Production and diffusion of methane in tree trunks: new insights into forest methane dynamics
|EPRON Daniel (Kyoto University, Graduate School of Agriculture)
|TAKAHASHI Kenshi,（Kyoto University, RISH）
SAKABE Ayaka (Kyoto University, Graduate School of Agriculture)
ASAKAWA Susumu (Nagoya University, Graduate School of Bioagricultural Sciences)
Methane (CH4) is the second most important anthropogenic greenhouse gas and rise of atmospheric CH4 concentration has accelerated these last years. In addition to global warming, CH4 oxidation in the troposphere leads to ozone production, which is harmful to human health and crop yields. Soils in upland forests are the largest biological sink for atmospheric CH4, providing a valuable ecosystem service. However, CH4 emission by trees weaken the sink strength of forests, becoming nowadays a major concern. The biological functions of trees and microbes within trees, in addition to that of the soil, must therefore be considered in the biogeochemical cycling of CH4 in forests, to better apprehend the role of the forest sector in mitigating climate change.
The trunk of several tree species harbours methanogenic archaea which produce CH4 internally and emit it to the atmosphere, but the rate of CH4 emission varies considerably between species and individuals, and within individuals. This depends on the presence of favourable microenvironmental conditions inside the trunk, including high moisture and low oxygen concentration, but also on the variations in radial CH4 diffusion resistance and preferential diffusion pathways. The concomitant measurements of CH4 emission and CH4 concentration within the trunk, with a description of microbial communities in the heartwood and a characterization of radial diffusivity, will greatly improve our understanding of the production and transfer of methane.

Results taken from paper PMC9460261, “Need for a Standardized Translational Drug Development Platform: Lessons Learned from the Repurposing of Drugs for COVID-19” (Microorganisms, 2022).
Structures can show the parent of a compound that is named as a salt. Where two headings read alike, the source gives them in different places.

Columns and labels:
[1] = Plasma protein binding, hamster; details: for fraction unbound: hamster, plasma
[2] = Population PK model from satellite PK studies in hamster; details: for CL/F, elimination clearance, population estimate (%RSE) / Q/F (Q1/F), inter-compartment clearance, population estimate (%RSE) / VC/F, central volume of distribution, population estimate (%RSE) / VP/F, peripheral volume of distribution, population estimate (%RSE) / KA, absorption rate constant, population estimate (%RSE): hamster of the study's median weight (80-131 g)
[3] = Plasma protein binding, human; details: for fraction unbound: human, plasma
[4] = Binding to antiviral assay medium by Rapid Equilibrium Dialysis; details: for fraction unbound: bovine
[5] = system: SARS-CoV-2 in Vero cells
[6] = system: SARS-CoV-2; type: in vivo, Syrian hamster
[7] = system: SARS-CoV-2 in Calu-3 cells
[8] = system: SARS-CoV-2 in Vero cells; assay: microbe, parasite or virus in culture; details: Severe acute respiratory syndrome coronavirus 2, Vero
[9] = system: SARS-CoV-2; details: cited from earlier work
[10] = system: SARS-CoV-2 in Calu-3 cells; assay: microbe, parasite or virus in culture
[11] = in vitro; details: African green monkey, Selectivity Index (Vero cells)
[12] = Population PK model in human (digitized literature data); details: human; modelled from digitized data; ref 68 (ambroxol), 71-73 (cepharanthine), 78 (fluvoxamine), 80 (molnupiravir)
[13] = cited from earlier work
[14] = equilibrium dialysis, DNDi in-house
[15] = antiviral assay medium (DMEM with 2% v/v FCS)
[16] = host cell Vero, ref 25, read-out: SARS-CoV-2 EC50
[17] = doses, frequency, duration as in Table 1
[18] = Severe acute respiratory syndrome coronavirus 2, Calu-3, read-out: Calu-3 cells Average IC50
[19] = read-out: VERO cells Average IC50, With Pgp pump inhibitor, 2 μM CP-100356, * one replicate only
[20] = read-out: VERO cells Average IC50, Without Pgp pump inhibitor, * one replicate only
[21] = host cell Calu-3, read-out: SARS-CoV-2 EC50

The experiment will be conducted in the Ashiu experimental forest (Kyoto University). We will install measuring chambers on 10 dominant species (❶ on the figure above), which will be connected to a laser-based CH4 analyser, and gas samplers (❷) in the trunk of these trees to measure the internal concentrations of CH4.
We will investigate the composition of the microbial community within the trunk of these trees, by extracting DNA from sections of wood cores and using a PCR approach to amplify the gene coding the coenzyme M reductase subunit alpha (mcrA), characteristics of methanogenic archaea. Concomitantly, we will estimate of the potential rate of methane production by incubating these core sections.
We will develop an experimental set-up for measuring gas diffusion through wood section and relate the observed diffusivity to the wood air filled porosity, which will be estimated. Together, all of this data will be used to develop, calibrate and validate a model for trunk CH4 emission, which will relate emission to production and concentration, mechanistically considering microbial production and radial diffusion within the trunk.